One of the most painful criticisms I would hear of Americans as I lived overseas was that we were all happy, friendly people, but we didn’t really care about people. We didn’t maintain relationships. While painful, it was also, as I looked deeper, true. Our lives are fast-paced, and we move from place to place, person to person, job to job and rarely develop the deep relationships that come from building a long, deep friendship. Today’s lesson from Rick Warren talks about how we can do better in our relationships:
“All of you should be of one mind. Sympathize with each other. Love each other as brothers and sisters. Be tenderhearted, and keep a humble attitude.” (1 Peter 3:8 NIV)
You’re never going to live in harmony with your wife, your husband, your friends, or anybody else without empathy. You can’t have a team without being aware of what’s happening in each other’s lives. That’s why when people work together in an office, they may do work together, but they’re not a team unless they know what’s going on in each other’s lives.
Empathy is so important because it meets two of our deepest needs: the fundamental need to be understood and a deep need to have our feelings validated.
If you’re going to build a team of friends or at work or in your small group, you have to build empathy into the structure. So how do you become an empathetic person?
Slow down. Because our culture teaches us to move fast, we end up relationally skimming. That means you’re hitting the high points and missing all kinds of details in the lives of people you care about most. James 1:19 says, “Be quick to listen, slow to speak, and slow to get angry” (NLT, second edition).
Ask questions. Proverbs 20:5 says, “A person’s thoughts are like water in a deep well, but someone with insight can draw them out” (GNT). Most people hold their emotions pretty close, and they don’t automatically share how they’re doing. “I’m fine” is the standard answer, but that doesn’t really tell you how they feel. If you ask, “””How are you doing?” and the other person says, “I’m fine,” here’s how you draw out a more telling response: Learn to ask the question twice. That’s how you develop empathy. Pause and say, “No. How are you really doing?” The other thing you do is learn to linger. That means don’t be afraid of silence. Just be in the moment, ask the question, and don’t be afraid to sit there and wait. Don’t immediately go into your agenda. Just listen and learn.
Show emotions. The Bible says in Romans 12:15, “Rejoice with those who rejoice, and weep with those who weep” (NASB). Empathy is more than saying, “I’m sorry you hurt.” It’s saying, “I hurt with you.” You’re willing to cry with them, and you’re willing to rejoice with them. There’s only one way you’re going to be that empathetic — stay filled up with God. If your tank gets low on God, you’re not going to be empathetic at all. You’ve got to stay filled up with God.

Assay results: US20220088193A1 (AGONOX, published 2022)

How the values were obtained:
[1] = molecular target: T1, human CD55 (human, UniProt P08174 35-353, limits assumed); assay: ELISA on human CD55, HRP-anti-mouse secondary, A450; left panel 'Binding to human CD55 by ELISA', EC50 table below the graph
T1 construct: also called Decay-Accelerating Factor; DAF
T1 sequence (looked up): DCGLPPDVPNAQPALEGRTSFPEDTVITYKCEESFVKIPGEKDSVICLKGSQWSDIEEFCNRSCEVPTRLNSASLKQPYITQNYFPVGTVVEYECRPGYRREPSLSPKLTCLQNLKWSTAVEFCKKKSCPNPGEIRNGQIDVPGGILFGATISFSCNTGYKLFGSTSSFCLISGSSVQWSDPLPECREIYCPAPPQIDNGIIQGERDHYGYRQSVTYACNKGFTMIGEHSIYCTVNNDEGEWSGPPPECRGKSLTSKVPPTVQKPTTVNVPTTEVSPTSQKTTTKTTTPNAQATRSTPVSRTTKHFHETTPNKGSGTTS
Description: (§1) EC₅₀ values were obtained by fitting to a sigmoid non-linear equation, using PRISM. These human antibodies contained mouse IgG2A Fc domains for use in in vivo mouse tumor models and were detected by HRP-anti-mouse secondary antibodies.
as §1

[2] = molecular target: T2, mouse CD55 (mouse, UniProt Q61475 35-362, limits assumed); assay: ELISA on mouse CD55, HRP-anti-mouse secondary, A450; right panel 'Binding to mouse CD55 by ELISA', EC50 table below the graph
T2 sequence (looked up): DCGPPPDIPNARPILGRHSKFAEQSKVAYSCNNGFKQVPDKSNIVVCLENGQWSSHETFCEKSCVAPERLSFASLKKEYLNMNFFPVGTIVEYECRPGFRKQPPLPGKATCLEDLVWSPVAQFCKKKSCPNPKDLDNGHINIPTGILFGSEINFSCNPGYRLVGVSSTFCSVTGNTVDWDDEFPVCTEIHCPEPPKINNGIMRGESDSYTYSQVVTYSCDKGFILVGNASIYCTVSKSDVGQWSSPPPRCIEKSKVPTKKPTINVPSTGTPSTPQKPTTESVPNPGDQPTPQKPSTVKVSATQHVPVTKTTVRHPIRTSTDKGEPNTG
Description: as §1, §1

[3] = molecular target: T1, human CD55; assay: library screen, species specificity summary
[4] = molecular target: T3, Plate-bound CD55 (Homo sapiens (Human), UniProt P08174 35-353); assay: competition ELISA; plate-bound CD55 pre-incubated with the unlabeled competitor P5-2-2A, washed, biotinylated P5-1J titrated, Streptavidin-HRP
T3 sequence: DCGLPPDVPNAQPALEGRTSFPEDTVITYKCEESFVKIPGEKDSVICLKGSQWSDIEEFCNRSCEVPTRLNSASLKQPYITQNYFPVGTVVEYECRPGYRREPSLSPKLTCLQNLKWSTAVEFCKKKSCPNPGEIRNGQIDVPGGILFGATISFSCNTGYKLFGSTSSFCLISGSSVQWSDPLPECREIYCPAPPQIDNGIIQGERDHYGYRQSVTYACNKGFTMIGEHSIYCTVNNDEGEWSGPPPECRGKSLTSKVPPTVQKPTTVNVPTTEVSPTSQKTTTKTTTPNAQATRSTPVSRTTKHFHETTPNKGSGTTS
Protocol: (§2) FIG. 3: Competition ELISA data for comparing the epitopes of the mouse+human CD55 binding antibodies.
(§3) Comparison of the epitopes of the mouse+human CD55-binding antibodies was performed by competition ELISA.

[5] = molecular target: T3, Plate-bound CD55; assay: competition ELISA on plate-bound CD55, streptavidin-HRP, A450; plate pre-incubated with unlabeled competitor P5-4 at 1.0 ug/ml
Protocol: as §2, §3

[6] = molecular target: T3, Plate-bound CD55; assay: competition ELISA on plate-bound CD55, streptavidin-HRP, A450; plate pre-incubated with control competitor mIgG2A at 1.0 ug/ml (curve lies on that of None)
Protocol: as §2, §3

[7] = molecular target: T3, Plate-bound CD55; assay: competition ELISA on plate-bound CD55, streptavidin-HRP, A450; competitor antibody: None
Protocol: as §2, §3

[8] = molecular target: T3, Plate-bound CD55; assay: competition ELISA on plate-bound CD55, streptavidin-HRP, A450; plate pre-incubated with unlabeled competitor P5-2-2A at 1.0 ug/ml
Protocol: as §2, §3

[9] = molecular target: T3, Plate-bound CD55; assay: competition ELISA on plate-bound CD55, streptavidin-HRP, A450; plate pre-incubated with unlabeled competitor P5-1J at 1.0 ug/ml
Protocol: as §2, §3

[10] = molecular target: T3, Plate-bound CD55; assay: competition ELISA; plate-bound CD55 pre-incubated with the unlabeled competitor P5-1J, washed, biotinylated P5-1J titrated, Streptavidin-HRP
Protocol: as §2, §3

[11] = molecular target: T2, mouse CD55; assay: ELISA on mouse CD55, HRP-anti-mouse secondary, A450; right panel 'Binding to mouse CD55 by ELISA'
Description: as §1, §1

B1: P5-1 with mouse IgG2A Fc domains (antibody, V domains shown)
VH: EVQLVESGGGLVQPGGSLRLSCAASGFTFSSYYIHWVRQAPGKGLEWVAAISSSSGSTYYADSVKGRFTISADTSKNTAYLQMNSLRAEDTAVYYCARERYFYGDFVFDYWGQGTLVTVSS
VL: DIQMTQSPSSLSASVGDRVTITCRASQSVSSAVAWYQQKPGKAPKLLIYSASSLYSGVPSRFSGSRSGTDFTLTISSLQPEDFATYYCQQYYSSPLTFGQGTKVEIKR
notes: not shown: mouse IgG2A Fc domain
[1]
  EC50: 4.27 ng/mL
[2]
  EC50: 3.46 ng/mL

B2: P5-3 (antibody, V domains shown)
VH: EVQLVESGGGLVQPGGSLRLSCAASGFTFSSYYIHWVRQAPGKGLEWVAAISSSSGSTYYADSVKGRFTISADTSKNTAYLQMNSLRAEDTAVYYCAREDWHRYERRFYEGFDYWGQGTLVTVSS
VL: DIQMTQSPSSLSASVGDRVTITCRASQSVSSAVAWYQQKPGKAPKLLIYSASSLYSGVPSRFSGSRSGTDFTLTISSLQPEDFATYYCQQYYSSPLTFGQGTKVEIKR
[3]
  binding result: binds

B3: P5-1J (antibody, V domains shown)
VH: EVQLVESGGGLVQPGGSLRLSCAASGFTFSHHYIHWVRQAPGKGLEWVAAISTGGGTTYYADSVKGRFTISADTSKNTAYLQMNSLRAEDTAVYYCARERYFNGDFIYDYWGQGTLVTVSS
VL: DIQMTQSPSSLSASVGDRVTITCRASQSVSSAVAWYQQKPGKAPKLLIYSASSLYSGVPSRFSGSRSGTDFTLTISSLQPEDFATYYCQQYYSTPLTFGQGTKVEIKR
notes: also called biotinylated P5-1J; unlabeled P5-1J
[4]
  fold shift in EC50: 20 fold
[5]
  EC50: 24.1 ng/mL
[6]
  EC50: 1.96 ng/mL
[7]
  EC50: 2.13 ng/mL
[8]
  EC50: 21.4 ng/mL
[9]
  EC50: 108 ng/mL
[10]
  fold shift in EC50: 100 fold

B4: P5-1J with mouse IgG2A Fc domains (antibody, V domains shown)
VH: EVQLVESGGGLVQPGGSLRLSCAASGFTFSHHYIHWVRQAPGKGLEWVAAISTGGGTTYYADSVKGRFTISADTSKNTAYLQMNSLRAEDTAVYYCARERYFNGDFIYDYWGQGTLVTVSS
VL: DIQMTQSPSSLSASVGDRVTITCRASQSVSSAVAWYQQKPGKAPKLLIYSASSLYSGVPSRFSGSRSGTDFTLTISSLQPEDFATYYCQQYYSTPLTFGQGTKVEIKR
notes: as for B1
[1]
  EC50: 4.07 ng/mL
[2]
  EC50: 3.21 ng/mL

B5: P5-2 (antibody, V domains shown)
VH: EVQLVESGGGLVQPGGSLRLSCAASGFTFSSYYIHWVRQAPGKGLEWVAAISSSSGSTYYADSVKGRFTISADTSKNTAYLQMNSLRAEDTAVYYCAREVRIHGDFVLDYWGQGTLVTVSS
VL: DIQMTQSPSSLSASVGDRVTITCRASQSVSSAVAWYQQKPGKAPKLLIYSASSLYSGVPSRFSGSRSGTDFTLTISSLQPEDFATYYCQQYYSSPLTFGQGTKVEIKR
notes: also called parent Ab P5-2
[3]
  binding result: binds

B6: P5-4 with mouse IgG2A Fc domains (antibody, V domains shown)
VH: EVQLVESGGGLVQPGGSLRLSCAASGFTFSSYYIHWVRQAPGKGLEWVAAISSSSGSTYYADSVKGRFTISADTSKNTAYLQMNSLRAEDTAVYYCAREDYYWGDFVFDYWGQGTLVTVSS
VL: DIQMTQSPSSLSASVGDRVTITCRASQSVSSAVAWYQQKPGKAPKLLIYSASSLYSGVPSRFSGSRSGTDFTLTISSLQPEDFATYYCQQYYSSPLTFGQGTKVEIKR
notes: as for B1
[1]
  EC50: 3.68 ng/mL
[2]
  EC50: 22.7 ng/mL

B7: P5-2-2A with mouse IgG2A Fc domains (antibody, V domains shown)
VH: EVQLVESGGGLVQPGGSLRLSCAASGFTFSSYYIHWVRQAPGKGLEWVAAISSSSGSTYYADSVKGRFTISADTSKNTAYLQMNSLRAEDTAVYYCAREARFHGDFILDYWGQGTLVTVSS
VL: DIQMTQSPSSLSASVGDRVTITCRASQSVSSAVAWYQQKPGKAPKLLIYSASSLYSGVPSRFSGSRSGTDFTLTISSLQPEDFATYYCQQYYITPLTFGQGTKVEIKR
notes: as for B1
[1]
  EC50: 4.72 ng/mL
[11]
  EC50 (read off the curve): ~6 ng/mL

“All of you should be of one mind. Sympathize with each other. Love each other as brothers and sisters. Be tenderhearted, and keep a humble attitude” (1 Peter 3:8 NIV).
Pensacola license plate and stickers:
. . . she said, and hung up on me.
I really hate telemarketers, and I hate them most of all when they call around six, when I start making dinner. They intrude. Most of the time, I just ignore the calls, let the machine screen them. This one had a location where one of our banks is, and I answered.
“I would like to speak with (Intlxpatr)” the caller said.
“To whom am I speaking?” I responded.
“Jennifer.” She told me, and went on to tell me that my warrantee on my car was running out and I could renew it now, through her.
“Jennifer, we sold that car two years ago!” I said, at which point she said “You can’t talk to me like that, you stupid bitch!” and hung up on me.
I laughed, which I often do when caught by surprise.
My houseguest, who had heard the whole thing because I was busy with meal prep and had it on speaker-phone, was aghast.
“What are you going to do?” she asked.
I had the number. I know who she is with. I knew I could report her.
Who aspires to be a telemarketer? Who, as a small child, says “I want to grow up to make phone calls to people who don’t want to talk to me and who will treat me rudely?”
I figure Jennifer has talked to a rude person or two or ten. I imagine Jennifer doesn’t have a lot of options, and telemarketing is what she has to do to earn a living. My guess is that Jennifer has some difficulties with judgement and self-discipline. I don’t think I need to add any more to her plate; she sounds like she has had enough.